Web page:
2: Getting to Know Lee Oswald and His Wife

I Am a Patsy! by George de Mohrenschildt

Early in the summer of 1962 the rumors spread out among the Russian speaking people of Dallas and Fort Worth of an unusual couple — the Oswalds. He was supposedly an ex–marine, an unfriendly and eccentric character, who had gone to Russia and brought back with him a Russian wife. He had lived in Minsk where I had spent my early childhood. And so I was curious to meet the couple and to find out what had happened to Minsk.

Marina Oswald in Forth Worth

Someone gave me Lee’s address and one afternoon a friend of mine, Colonel Lawrence Orloff and myself drove to Fort Worth, about 30 miles from Dallas. We drove over the dreary, sewage–smelling miles separating the two cities. Texas does have lovely open spaces, but here they were degraded and polluted. After some searching, we found a shack on Mercedes Street in a semi–industrial, slummy area, near Montgomery Ward.

I knocked and a tawdry but clean young woman opened the door. I introduced myself and the colonel, giving a reference the name of George Bouhe from whom I obtained the address. George was an elderly refugee, very friendly, the father superior of all the Russians in the Dallas Fort Worth Area. So this was Marina Oswald.

To Orlov she was beautiful not withstanding bad teeth and mousy blonde hair.

I did not find her very attractive although she had a certain charm and she spoke beautiful, melodious Russian, so different from the language used by us who anglicized our language and bastardized it by foreign intonations and words.

First Impressions of Lee Harvey Oswald

Marina offered us some sherry and said that Lee would be over soon. We spoke a little, fooling around; she had a pretty good sense of humour but the opinions she expressed seemed trite to me. And then entered Lee Harvey Oswald, who was to become so famous or so infamous. He wore overalls and clean workingman’s shoes. Only someone who had never met Lee could have called him insignificant. “There is something outstanding about this man,” I told myself. One could detect immediately a very sincere and forward man. Although he was average–looking, with no outstanding features and of medium size, he showed in his conversation all the elements of concentration, thought and toughness. This man had the courage of his convictions and did not hesitate to discuss them. I was glad to meet such a person and was carried away back to the days of my youth in Europe, where as students, we discussed world affairs and our own ideas over many beers and without caring about time.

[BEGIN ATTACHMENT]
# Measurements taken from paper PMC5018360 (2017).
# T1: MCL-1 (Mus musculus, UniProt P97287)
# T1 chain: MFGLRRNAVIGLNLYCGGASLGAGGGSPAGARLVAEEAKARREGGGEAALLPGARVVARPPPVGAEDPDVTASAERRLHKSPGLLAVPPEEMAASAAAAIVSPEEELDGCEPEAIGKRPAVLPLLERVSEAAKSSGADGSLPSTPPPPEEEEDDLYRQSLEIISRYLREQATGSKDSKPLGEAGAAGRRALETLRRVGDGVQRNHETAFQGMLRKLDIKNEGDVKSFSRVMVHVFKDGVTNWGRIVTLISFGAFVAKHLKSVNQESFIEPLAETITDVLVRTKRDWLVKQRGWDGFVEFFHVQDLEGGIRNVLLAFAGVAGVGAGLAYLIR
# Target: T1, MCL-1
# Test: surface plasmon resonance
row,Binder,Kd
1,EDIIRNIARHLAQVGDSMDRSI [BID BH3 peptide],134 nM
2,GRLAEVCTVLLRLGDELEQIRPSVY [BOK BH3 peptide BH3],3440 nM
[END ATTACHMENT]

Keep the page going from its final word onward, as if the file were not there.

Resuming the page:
Lee was looking tenderly from time to time at baby June. He loved her. We shook hands and left. Driving back the colonel mused: “she is so charming and young!”

“But I found the ex–marine so much more interesting,” I said. My friend, the retired air–force colonel, resented Lee, his offhandedness, his ironic smiles and especially his ferocious spirit in independence. All his sympathy went to Marina, the poor Russian refugee.

We spoke English first and then, somehow, we switched to Russian. Lee spoke it very well, only with a slight accent. Marina did not say very much. “Doesn’t your wife speak any English at all?” I asked Lee.

“No, and I don’t want her to know English. I want her to continue speaking her own language. Russian is beautiful and I don’t want to forget it.” And he added with deep conviction, “Russian literature is marvellous and the people I met in the Soviet Union were so warm and nice to me. Yes, I made many friends there,” he added thoughtfully.

“And how about the Soviet Government?” I asked anxiously.

“Well, that’s another story. The trouble with me I always look for an ideal which probably does not exist.”

“Maybe your friend does not understand Russian, said Lee looking at Colonel Orloff. “Let’s speak English then. You know I was a marine and have respect for the brass,” he smiled and added a few kind words to my friend.

And then it was time for us to go. “My wife speaks Russian also and she would like to spend some time with you Marina, and the baby of course,” I said.

“I would like to but it will depend on Lee,” she answered humbly.

“I am sure Lee will let you go and will come himself.” A bond of friendship was already formed between the two of us.

I Am a Patsy! : the Text

The complete text of George de Mohrenschildt’s I Am a Patsy! is available online for the first time in valid HTML.

This Edition

The main heading of each chapter is taken from de Mohrenschildt’s typescript. Headings within each chapter have been added for ease of comprehension.

English was not George de Mohrenschildt’s first language. Obvious mistakes in spelling and punctuation have been corrected. There are a few instances in which the correct meaning is unclear; in these cases, the original text is preserved and noted.

The Original Text

A facsimile of George de Mohrenschildt’s original typescript was published in House Select Commission on Assassinations Report, appendix vol.12, pp.69–315.

A scan of the typescript in PNG format is available at http://www.maryferrell.org/mffweb/archive/viewer/showDoc.do?absPageId=40273.

Lee Harvey Oswald As I Knew Him

Dr Michael Rinella has edited George de Mohrenschildt’s text and added an introduction, more than 700 endnotes, and several photographs.

Lee Harvey Oswald As I Knew Him is thoroughly recommended for anyone interested in this aspect of Lee Oswald’s life:

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22 November 1963

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